plus parasitaemia), and 28% reduction in the prevalence                 therapy for IPT must now be evaluated.
of LBW. 2 (See July 2003 issue of Mera).

IPT                                                                     The need for programming partnerships
IPT replaces the previous policy of weekly chloroquine                   for malaria control during pregnancy
chemoprophylaxis in pregnancy, which was limited by                     In two thirds of African countries recently undergoing a
poor compliance and increasing resistance of P. falciparum              Demographic and Health survey, more than 70% of
to chloroquine. IPT involves the administration of a cura-              women attended antenatal clinic (ANC) at least once
tive treatment dose of an effective antimalarial drug at                during pregnancy. Roll Back Malaria has targeted the
predefined intervals during pregnancy, beginning after                  ANC for the accelerated programme implementation of
quickening (the time at which foetal movements are first                malaria control during pregnancy in those areas with
felt by the mother) in the second trimester.                            stable malaria transmission and high ANC attendance. In
   All women should receive at least 2 doses of IPT in the              areas with low ANC coverage, emphasis is placed on the
second and third trimesters of pregnancy, ideally under                 development and strengthening of community-based
direct observation at the time of routinely scheduled                   programmes.
antenatal clinic visits. IPT ensures that the placenta is
cleared of parasites at the time of rapid foetal growth (see                                     Summary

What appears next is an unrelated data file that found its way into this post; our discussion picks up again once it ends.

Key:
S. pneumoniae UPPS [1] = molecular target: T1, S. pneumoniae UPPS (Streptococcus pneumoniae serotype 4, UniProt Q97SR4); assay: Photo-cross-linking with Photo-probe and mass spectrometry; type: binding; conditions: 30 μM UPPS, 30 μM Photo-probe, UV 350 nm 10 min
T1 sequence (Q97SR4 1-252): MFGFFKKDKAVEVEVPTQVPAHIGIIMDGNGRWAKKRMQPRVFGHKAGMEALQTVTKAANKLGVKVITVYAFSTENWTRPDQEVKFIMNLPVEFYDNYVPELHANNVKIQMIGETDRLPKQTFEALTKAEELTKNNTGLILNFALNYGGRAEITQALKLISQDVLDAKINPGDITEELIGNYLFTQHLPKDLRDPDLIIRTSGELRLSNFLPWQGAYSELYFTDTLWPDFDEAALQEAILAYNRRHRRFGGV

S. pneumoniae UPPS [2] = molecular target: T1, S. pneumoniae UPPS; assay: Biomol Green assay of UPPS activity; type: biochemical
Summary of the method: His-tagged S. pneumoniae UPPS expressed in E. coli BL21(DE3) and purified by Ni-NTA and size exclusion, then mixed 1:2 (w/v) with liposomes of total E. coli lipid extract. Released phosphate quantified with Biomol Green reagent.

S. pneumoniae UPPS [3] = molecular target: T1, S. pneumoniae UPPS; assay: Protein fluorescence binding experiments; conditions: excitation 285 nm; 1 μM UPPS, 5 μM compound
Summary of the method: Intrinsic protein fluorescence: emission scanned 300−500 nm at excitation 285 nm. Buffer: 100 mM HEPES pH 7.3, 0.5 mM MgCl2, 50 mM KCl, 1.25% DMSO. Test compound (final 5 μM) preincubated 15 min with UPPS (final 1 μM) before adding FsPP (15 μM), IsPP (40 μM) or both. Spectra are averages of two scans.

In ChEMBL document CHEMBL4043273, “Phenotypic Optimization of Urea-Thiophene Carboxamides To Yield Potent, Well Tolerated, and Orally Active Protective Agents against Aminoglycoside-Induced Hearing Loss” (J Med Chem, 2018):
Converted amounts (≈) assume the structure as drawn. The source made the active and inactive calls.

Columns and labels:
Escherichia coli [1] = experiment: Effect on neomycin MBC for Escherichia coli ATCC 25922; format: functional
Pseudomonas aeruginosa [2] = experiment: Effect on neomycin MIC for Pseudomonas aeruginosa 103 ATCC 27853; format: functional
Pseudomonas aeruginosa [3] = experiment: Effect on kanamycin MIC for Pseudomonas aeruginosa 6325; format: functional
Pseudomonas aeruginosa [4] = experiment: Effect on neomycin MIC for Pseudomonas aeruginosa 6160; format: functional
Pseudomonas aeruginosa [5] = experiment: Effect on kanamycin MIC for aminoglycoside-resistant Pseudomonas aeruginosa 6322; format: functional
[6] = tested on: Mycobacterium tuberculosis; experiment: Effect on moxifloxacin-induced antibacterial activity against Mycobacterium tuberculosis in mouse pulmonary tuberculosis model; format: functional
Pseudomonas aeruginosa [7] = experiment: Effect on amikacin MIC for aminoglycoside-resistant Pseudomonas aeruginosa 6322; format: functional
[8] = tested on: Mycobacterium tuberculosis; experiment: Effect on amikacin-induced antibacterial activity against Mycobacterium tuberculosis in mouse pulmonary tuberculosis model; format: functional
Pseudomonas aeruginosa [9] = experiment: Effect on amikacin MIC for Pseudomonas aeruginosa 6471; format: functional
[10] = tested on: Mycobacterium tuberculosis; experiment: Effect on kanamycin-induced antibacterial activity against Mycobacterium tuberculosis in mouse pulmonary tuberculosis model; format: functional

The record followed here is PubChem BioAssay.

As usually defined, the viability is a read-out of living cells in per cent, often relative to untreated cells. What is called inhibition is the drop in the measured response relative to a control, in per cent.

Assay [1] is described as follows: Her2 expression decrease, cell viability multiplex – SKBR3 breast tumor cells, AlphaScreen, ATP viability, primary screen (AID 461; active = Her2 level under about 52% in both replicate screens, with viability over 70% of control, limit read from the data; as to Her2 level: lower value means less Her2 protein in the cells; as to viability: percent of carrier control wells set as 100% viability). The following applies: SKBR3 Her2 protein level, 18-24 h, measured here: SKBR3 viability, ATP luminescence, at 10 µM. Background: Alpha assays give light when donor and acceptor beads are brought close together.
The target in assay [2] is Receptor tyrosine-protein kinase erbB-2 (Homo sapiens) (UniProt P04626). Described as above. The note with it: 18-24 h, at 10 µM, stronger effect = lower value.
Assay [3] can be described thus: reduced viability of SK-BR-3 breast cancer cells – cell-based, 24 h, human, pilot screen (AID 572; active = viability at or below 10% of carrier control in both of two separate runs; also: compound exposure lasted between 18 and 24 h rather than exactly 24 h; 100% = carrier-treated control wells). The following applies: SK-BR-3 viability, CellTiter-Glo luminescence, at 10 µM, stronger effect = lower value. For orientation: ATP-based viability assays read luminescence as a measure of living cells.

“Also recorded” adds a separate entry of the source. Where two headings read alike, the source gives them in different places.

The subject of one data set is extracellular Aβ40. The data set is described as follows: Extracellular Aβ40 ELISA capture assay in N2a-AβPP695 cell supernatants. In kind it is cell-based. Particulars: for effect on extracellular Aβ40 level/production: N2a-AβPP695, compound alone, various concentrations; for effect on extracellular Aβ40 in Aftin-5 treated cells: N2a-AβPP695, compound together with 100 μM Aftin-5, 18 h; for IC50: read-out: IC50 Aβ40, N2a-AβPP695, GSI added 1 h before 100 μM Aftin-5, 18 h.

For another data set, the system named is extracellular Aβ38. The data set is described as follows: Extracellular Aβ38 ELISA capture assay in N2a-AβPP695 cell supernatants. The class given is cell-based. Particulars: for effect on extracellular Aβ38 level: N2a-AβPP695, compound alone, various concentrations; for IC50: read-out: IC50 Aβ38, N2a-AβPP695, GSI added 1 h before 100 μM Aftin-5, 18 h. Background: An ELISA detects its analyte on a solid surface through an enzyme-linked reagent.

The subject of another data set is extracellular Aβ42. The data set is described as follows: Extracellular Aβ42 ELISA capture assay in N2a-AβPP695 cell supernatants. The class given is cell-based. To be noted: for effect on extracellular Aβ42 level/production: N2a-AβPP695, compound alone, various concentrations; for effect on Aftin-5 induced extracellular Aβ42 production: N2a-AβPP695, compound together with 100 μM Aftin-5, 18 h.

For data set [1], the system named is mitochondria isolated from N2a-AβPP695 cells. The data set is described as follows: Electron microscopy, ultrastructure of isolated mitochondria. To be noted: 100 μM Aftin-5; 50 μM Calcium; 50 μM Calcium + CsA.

Figure 1). Maximum benefit is derived from 2–3 doses of                 Three evidence-based strategies (IPT, ITNs, and effective
IPT, although even a single dose is beneficial.                         case management) exist for the control of malaria in
                                                                        pregnancy, but the widespread implementation of effec-
                                                                        tive programmes remains a considerable challenge. Many
                                                                        women in Africa, particularly those living in remote
                                                                        areas, have limited access to medical care and effective
                                                                        malaria control tools such as ITNs. Delivery of cost-
                                                                        effective malaria prevention to pregnant women will
                                                                        require strengthened antenatal care, integration of
                                                                        malaria control with other health programmes targeted
                                                                        at pregnant women and infants, increased community
                                                                        awareness, and considerable financial investment. The
                                                                        prize for achieving this will be safer pregnancies and a